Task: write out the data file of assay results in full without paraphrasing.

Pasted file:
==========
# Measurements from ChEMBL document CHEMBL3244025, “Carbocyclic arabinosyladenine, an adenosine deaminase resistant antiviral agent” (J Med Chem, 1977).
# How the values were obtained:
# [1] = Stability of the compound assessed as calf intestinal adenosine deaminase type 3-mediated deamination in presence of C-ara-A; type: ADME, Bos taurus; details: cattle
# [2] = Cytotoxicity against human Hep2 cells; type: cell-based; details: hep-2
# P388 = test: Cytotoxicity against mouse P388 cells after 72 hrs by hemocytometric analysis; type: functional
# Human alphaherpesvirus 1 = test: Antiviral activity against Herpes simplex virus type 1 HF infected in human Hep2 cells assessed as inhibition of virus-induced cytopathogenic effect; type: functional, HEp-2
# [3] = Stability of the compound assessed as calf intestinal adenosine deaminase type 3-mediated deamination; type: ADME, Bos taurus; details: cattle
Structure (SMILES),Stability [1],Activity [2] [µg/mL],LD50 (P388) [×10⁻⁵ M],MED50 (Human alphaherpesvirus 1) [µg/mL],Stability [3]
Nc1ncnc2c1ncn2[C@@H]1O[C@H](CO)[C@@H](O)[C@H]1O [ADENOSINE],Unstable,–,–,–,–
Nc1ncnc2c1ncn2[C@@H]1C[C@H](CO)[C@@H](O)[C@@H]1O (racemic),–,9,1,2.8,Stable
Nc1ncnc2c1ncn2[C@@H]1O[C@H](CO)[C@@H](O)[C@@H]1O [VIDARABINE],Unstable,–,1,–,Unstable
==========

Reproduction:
# Measurements from ChEMBL document CHEMBL3244025, “Carbocyclic arabinosyladenine, an adenosine deaminase resistant antiviral agent” (J Med Chem, 1977).
# How the values were obtained:
# [1] = Stability of the compound assessed as calf intestinal adenosine deaminase type 3-mediated deamination in presence of C-ara-A; type: ADME, Bos taurus; details: cattle
# [2] = Cytotoxicity against human Hep2 cells; type: cell-based; details: hep-2
# P388 = test: Cytotoxicity against mouse P388 cells after 72 hrs by hemocytometric analysis; type: functional
# Human alphaherpesvirus 1 = test: Antiviral activity against Herpes simplex virus type 1 HF infected in human Hep2 cells assessed as inhibition of virus-induced cytopathogenic effect; type: functional, HEp-2
# [3] = Stability of the compound assessed as calf intestinal adenosine deaminase type 3-mediated deamination; type: ADME, Bos taurus; details: cattle
Structure (SMILES),Stability [1],Activity [2] [µg/mL],LD50 (P388) [×10⁻⁵ M],MED50 (Human alphaherpesvirus 1) [µg/mL],Stability [3]
Nc1ncnc2c1ncn2[C@@H]1O[C@H](CO)[C@@H](O)[C@H]1O [ADENOSINE],Unstable,–,–,–,–
Nc1ncnc2c1ncn2[C@@H]1C[C@H](CO)[C@@H](O)[C@@H]1O (racemic),–,9,1,2.8,Stable
Nc1ncnc2c1ncn2[C@@H]1O[C@H](CO)[C@@H](O)[C@@H]1O [VIDARABINE],Unstable,–,1,–,Unstable